Ethiopian rituals & Ceremonies
I may be bit biased but.. I think Ethiopia is a land of amazing cultural traditions primarily because it has such a long history stretching back thousands of years. As a customer of Addis VIV you know that we focus on sacred living over here…. so it would make sense if you were curious about the most important ceremonies and rituals in Ethiopia. Well lucky for you my fellow home décor enthusiasts, I’m about to give you the lowdown 🙂
First up is Timkat. One of my absolute favorite religious festivals filled with ritual and ceremony. Timkat lands on January 19th and it’s a day to celebrate the baptism of Jesus Christ. You’ll witness some of the most colorful processions, music, dancing, and feasting that you can imagine. If you’re a fan of parades and festivals, this one is definitely worth a visit. It features priests and worshippers carrying replicas of the Ark of the Covenant, which is so magical to witness in person. Even if you are not a religious person.. you will definitely enjoy the excitement and mystical vibes…
Next on the list is Meskel, a holiday marked on September 27th that celebrates the finding of the True Cross by the Empress Helena in the fourth century. Think bonfires, processions, and joyous vibes…. If you’re feeling like you need a little spark in your life, this is the holiday for you! It’s like a sacred party if you will. Lot’s of singing and dancing. Bonus points if you like to dance around a fire while the world burns (don’t worry, it’s a controlled fire).
Then there is Enkutatash, also known as the Ethiopian New Year, which falls on September 11th. I know I know… we have a completely different calendar than most… I’ll do a blog on our calendar and the fact that it is 2015 in Ethiopia soon… But back to Enkutatash…It’s a time for new beginnings, renewal, and feasting. This one is a no-brainer for those of us who love starting fresh and embracing new opportunities. Plus, you’ll get to try my favorite dish, doro wat, a spicy chicken stew, and injera, a delicious flatbread that’s eaten with almost every meal in Ethiopia.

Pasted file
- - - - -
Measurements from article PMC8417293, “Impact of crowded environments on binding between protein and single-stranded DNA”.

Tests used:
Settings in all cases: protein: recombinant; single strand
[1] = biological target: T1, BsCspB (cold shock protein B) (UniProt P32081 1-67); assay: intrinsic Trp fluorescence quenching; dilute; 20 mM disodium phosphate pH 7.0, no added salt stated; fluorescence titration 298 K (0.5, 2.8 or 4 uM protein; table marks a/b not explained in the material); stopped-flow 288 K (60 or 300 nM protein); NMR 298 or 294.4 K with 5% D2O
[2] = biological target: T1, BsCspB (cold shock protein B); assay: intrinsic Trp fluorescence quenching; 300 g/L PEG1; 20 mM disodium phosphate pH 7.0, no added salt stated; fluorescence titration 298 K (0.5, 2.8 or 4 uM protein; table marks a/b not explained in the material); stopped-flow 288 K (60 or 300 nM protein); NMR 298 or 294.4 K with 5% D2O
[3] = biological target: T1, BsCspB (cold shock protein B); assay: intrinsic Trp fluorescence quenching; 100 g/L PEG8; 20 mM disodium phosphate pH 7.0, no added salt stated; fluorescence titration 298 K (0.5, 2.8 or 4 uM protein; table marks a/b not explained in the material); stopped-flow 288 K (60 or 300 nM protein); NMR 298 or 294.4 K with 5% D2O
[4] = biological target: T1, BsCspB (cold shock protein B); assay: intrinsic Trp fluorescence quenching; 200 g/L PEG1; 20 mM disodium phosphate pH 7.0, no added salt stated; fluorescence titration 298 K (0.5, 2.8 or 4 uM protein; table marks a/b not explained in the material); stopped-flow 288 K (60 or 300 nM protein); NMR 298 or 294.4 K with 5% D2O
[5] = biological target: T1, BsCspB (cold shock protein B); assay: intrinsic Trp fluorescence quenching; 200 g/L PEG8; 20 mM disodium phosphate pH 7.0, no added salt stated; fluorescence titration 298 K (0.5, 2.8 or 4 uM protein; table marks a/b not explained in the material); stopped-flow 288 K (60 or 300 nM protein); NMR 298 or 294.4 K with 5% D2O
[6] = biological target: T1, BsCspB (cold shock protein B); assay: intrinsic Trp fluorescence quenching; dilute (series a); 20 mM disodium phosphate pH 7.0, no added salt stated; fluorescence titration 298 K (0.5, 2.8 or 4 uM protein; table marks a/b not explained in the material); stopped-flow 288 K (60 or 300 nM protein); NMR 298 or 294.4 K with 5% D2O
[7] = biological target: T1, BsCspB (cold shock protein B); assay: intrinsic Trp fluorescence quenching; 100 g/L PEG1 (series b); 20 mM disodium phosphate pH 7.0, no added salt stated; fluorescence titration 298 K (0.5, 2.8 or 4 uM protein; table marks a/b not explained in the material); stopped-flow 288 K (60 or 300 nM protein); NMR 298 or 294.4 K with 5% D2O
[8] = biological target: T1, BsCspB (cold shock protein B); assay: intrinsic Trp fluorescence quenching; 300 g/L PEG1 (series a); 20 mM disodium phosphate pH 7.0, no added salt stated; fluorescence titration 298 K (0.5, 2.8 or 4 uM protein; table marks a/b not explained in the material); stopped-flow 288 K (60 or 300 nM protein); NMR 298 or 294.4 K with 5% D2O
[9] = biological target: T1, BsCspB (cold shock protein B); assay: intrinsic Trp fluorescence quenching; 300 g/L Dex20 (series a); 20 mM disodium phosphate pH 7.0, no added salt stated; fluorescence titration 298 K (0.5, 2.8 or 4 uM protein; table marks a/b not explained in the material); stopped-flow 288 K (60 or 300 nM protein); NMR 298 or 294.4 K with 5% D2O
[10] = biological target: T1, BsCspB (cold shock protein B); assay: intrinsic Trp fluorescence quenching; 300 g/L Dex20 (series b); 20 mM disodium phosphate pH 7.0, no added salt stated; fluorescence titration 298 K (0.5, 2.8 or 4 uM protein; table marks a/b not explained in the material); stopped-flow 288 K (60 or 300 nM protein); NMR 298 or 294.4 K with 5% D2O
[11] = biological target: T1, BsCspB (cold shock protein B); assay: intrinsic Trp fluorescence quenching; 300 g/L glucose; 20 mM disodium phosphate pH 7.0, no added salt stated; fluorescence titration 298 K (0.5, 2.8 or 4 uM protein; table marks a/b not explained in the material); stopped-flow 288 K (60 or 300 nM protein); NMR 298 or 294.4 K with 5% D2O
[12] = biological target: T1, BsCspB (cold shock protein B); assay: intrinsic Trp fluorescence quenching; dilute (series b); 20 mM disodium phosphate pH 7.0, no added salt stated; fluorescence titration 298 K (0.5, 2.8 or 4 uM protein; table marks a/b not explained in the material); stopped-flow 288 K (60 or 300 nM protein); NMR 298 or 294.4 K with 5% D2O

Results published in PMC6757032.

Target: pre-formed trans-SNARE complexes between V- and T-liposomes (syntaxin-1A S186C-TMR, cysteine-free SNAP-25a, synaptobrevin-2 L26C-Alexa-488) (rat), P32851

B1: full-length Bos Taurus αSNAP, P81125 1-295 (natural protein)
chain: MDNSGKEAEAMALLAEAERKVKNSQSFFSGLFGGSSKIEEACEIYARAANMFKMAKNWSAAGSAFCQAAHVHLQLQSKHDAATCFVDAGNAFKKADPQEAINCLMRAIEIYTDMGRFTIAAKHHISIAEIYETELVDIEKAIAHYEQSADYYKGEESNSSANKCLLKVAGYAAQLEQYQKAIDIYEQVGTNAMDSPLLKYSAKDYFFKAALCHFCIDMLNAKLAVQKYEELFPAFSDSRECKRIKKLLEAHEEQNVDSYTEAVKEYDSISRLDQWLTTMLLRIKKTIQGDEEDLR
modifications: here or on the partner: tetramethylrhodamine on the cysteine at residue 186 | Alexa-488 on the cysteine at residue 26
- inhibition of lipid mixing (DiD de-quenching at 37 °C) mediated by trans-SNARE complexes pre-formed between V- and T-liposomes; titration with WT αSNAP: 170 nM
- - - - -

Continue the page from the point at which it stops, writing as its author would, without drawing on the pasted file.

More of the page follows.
Lastly, we have Fasika, or Ethiopian Easter, which is usually celebrated in April. It’s a time of great religious significance and is marked by a 55-day fast, (happening as we speak!) which is broken on Easter Sunday with a feast of traditional Ethiopian dishes. So…Light some candles and get ready to be amazed by the symbolism of resurrection and new beginnings.
Now, you might be wondering how you can incorporate these traditions into your home decor. Well, my friends, think vibrant colors, symbolism of renewal, and lighting elements. You can create beautiful displays that reflect the themes of each holiday. I’m picturing gorgeous candles (insert your favorite Addis VIV candle), colorful vases, and unique sculptures inspired by Timkat. Or perhaps some using our Ethiopian handmade textiles filled with rich colors and traces of gold , as a tapestry or formal table cloth for a special dinner…that will definetly evoke the spirit of Fasika.
Ethiopia’s ceremonies and rituals are such a big part of who I am and the inspiration behind creating a line that is dedicated to sacred, slow, intentional living. As children we were indoctrinated into the world of rituals but for us it was more like fun festivals we looked forward to where you connect with other children, are fed by strangers and dance in our version of a mosh pit with others. As adults the sacred value of these historic ceremonies and traditions become crystalized in our hearts and souls forever. This is why incorporating the essence of these ceremonies into our products is so important to me. Because I envision a larger world of people slowing down and enjoying one another through ceremony, celebration and peaceful union. So, next time you’re looking for some home décor inspiration or choosing which Addis VIV candle is right for you, think about these traditions and which one you identify with more…incorporate them into your sacred living space, become intoxicated by scent and dance!